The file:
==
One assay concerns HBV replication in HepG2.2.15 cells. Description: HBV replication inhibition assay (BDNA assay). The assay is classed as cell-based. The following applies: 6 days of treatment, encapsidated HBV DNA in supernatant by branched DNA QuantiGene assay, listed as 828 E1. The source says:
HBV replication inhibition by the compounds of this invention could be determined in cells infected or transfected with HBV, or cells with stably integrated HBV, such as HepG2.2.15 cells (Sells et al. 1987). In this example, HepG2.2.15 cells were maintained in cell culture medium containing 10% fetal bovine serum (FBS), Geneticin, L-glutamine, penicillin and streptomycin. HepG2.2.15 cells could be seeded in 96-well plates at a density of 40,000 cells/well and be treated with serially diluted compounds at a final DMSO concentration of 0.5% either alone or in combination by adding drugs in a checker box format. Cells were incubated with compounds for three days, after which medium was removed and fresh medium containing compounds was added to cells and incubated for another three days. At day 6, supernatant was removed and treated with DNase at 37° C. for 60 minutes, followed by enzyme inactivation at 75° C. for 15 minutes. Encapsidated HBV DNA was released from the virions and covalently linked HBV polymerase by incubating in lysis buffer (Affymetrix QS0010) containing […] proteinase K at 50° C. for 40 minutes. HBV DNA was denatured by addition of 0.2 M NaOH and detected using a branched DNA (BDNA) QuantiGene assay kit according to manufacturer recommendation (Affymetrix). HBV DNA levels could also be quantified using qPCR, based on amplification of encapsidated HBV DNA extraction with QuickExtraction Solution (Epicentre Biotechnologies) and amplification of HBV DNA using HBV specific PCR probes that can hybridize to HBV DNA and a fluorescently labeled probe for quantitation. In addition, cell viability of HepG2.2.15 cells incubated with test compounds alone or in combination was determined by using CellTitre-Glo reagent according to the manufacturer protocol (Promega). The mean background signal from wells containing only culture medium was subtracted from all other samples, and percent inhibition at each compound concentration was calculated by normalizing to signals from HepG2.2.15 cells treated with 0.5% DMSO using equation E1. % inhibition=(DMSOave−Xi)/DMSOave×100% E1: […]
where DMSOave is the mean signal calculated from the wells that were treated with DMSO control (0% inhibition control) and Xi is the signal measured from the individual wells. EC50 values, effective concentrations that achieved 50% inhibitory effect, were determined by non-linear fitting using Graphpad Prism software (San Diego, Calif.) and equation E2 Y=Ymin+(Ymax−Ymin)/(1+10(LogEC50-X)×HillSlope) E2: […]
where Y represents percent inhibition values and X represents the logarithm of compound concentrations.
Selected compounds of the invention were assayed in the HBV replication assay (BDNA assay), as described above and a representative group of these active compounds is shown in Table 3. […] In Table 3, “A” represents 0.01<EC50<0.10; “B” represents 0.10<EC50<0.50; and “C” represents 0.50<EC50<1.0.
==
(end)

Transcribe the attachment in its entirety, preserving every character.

One assay concerns HBV replication in HepG2.2.15 cells. Description: HBV replication inhibition assay (BDNA assay). The assay is classed as cell-based. The following applies: 6 days of treatment, encapsidated HBV DNA in supernatant by branched DNA QuantiGene assay, listed as 828 E1. The source says:
HBV replication inhibition by the compounds of this invention could be determined in cells infected or transfected with HBV, or cells with stably integrated HBV, such as HepG2.2.15 cells (Sells et al. 1987). In this example, HepG2.2.15 cells were maintained in cell culture medium containing 10% fetal bovine serum (FBS), Geneticin, L-glutamine, penicillin and streptomycin. HepG2.2.15 cells could be seeded in 96-well plates at a density of 40,000 cells/well and be treated with serially diluted compounds at a final DMSO concentration of 0.5% either alone or in combination by adding drugs in a checker box format. Cells were incubated with compounds for three days, after which medium was removed and fresh medium containing compounds was added to cells and incubated for another three days. At day 6, supernatant was removed and treated with DNase at 37° C. for 60 minutes, followed by enzyme inactivation at 75° C. for 15 minutes. Encapsidated HBV DNA was released from the virions and covalently linked HBV polymerase by incubating in lysis buffer (Affymetrix QS0010) containing […] proteinase K at 50° C. for 40 minutes. HBV DNA was denatured by addition of 0.2 M NaOH and detected using a branched DNA (BDNA) QuantiGene assay kit according to manufacturer recommendation (Affymetrix). HBV DNA levels could also be quantified using qPCR, based on amplification of encapsidated HBV DNA extraction with QuickExtraction Solution (Epicentre Biotechnologies) and amplification of HBV DNA using HBV specific PCR probes that can hybridize to HBV DNA and a fluorescently labeled probe for quantitation. In addition, cell viability of HepG2.2.15 cells incubated with test compounds alone or in combination was determined by using CellTitre-Glo reagent according to the manufacturer protocol (Promega). The mean background signal from wells containing only culture medium was subtracted from all other samples, and percent inhibition at each compound concentration was calculated by normalizing to signals from HepG2.2.15 cells treated with 0.5% DMSO using equation E1. % inhibition=(DMSOave−Xi)/DMSOave×100% E1: […]
where DMSOave is the mean signal calculated from the wells that were treated with DMSO control (0% inhibition control) and Xi is the signal measured from the individual wells. EC50 values, effective concentrations that achieved 50% inhibitory effect, were determined by non-linear fitting using Graphpad Prism software (San Diego, Calif.) and equation E2 Y=Ymin+(Ymax−Ymin)/(1+10(LogEC50-X)×HillSlope) E2: […]
where Y represents percent inhibition values and X represents the logarithm of compound concentrations.
Selected compounds of the invention were assayed in the HBV replication assay (BDNA assay), as described above and a representative group of these active compounds is shown in Table 3. […] In Table 3, “A” represents 0.01<EC50<0.10; “B” represents 0.10<EC50<0.50; and “C” represents 0.50<EC50<1.0.